Remember, flu season is around the corner. You can get flu shots for the whole family this fall at one of our Family 9Health Fairs.

Wednesday, August 19, 2015

The Right Place at the Right Time

"I feel full of energy, happy and I’m never sick. Cancer is for old people,” Chuck remembers thinking as he spent his days working with Campus Crusade for Christ. Today, as he holds his grandson Ethan on his shoulders after enjoying lunch on a beautiful afternoon, he is stopped in his tracks when he remembers finding out he had stage IV colon cancer 15 years ago at the age of 44.

An upbeat guy with a wife and three school-aged children at the time, Chuck had no concerns about his health. And, like many men, he had not been to a doctor in several years. At the Campus Crusade for Christ Conference in the summer of 2000, he wanted to chat and hang out with all the other ministers and participants at the 9Health Fair hosted as part of the conference.

He completed the 9Health Blood Chemistry Screening and said he was surprised by how simple, quick and painless the whole process was. His lab work was sent to Quest Diagnostics, like all 9Health Fair samples, and when Chuck received his results, he could see clearly that three items on the liver panel were out of range. As directed in the results, he made an appointment with his primary care physician who was able to do further testing.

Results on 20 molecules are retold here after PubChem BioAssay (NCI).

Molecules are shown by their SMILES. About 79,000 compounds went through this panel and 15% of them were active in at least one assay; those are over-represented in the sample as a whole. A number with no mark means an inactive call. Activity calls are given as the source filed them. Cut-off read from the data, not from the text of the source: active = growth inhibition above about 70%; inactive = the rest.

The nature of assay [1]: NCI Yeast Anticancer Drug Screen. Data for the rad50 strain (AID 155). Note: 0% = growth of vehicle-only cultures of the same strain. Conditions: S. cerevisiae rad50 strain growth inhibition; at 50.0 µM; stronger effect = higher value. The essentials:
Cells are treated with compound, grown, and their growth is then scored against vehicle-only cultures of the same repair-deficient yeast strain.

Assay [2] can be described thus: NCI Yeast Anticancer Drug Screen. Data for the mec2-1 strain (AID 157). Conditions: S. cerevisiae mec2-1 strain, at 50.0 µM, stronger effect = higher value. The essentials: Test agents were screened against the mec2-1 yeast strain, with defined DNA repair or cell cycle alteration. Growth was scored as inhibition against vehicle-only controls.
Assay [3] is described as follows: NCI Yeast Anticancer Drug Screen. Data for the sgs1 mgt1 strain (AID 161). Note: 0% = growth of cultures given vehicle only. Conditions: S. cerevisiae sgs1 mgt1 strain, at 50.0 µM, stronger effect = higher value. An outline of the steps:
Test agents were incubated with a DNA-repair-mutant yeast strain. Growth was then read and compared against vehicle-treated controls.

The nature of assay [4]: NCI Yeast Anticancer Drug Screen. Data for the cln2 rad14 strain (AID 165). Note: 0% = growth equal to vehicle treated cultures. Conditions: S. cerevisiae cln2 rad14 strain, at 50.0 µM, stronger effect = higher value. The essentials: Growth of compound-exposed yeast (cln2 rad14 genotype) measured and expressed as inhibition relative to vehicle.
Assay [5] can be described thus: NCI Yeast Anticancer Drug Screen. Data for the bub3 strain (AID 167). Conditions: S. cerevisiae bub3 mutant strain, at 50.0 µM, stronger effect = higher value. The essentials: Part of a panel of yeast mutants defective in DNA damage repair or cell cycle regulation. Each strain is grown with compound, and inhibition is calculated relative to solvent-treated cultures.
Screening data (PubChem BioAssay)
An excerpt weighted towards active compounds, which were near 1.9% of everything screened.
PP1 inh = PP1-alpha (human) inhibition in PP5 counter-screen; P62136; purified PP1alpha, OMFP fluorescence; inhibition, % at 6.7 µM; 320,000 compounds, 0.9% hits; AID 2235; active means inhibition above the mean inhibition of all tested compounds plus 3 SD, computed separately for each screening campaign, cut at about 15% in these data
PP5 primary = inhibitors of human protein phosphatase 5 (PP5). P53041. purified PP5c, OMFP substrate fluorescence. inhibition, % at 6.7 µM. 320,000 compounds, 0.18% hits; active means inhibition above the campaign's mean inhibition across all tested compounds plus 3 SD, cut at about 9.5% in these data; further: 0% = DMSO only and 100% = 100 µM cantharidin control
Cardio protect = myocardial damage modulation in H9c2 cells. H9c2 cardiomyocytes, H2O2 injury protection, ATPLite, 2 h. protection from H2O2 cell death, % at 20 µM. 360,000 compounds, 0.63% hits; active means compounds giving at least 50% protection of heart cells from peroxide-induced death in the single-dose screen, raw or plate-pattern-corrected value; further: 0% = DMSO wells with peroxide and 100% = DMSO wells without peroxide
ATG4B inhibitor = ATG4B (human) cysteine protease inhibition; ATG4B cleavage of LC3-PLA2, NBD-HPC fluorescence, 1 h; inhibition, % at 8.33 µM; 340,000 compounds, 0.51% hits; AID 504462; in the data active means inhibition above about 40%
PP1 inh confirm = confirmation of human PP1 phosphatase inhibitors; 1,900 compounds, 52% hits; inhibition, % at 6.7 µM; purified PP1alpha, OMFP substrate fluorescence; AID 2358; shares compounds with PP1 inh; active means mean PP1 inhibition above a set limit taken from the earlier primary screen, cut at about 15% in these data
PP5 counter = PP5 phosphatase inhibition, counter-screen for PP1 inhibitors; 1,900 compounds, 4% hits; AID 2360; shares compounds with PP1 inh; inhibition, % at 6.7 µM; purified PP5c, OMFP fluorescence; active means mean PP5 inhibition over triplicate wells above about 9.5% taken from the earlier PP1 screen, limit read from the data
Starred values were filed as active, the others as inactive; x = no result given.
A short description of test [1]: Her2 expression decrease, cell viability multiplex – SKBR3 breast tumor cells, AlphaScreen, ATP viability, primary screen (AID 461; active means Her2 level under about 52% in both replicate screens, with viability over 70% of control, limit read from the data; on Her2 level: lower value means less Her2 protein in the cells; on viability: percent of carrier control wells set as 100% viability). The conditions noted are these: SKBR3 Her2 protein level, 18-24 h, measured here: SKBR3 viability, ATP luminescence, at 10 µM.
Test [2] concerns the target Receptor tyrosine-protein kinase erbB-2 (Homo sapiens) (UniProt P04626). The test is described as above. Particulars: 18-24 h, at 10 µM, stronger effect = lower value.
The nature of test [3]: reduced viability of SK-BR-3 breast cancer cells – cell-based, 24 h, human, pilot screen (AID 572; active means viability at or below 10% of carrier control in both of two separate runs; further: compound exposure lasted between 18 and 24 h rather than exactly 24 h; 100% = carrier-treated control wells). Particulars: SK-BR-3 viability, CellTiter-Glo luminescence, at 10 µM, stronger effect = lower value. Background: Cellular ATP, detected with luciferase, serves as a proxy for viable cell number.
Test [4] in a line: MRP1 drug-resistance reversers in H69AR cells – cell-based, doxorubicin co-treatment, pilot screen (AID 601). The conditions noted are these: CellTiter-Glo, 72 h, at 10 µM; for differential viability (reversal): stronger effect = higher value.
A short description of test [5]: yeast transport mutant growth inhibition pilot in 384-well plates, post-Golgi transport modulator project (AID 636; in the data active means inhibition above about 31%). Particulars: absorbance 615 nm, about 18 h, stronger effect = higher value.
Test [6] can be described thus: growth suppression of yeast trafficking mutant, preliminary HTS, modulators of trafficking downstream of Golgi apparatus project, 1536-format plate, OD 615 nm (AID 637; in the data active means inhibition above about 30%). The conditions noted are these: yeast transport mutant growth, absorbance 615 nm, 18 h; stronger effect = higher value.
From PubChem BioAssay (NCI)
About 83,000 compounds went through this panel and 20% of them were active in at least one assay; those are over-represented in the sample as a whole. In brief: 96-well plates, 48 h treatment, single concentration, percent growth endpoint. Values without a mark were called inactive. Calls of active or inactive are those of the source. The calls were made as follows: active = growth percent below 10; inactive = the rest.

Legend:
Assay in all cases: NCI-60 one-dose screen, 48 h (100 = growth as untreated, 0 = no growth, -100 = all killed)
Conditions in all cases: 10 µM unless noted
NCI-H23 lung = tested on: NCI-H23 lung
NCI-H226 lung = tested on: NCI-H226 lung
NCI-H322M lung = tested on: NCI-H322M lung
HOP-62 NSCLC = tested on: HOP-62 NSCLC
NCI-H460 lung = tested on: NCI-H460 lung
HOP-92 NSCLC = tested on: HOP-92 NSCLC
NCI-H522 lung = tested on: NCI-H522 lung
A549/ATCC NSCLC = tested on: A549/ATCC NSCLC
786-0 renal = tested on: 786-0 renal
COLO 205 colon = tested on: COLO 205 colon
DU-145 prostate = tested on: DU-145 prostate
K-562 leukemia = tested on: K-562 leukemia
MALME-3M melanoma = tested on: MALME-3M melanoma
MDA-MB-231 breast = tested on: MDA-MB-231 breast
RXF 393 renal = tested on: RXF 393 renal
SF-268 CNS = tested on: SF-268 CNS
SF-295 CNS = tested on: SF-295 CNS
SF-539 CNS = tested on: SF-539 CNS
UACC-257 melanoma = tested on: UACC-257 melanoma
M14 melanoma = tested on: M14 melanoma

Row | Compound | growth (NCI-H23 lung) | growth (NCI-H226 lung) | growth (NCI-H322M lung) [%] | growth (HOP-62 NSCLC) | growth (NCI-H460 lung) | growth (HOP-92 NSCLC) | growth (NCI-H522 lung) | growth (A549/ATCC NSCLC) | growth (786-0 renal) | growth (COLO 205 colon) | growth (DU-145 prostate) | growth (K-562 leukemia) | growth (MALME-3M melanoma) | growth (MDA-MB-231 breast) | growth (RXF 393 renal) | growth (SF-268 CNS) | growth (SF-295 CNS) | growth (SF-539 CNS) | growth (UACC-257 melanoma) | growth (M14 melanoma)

“I remember bounding into the house and seeing my wife looking like something really bad had happened,” Chuck recalls. “But I never suspected she would tell me I had colon cancer and it was at stage IV.” Chuck had been officially diagnosed and was entered into treatment right away.

Treatment included a total colectomy and six months of intense chemotherapy during which he remembers many sobering moments when he felt he might not live to tell this story. But as of May of 2002, his cancer was gone - and it has not come back!

Participating in a blood screening at 9Health Fair turned out to be one of the most important decisions Chuck has ever made – but it wasn’t a decision that took a lot of thought. In fact, you could say it was more of a matter of convenience and availability. But the payoff for attending is a life full of happy events including spending time with Ethan and the rest of his family.

“I would have never taken the test if not for just being in the right place, but 9Health Fair saved my life,” Chuck says. “I would not like to think about what could have happened to my family had I not found the colon cancer when I did.”

“Get screened. That’s what I would tell people, especially men. Going to 9Health Fair was easier than going to the doctor, but either way, you should get screened.”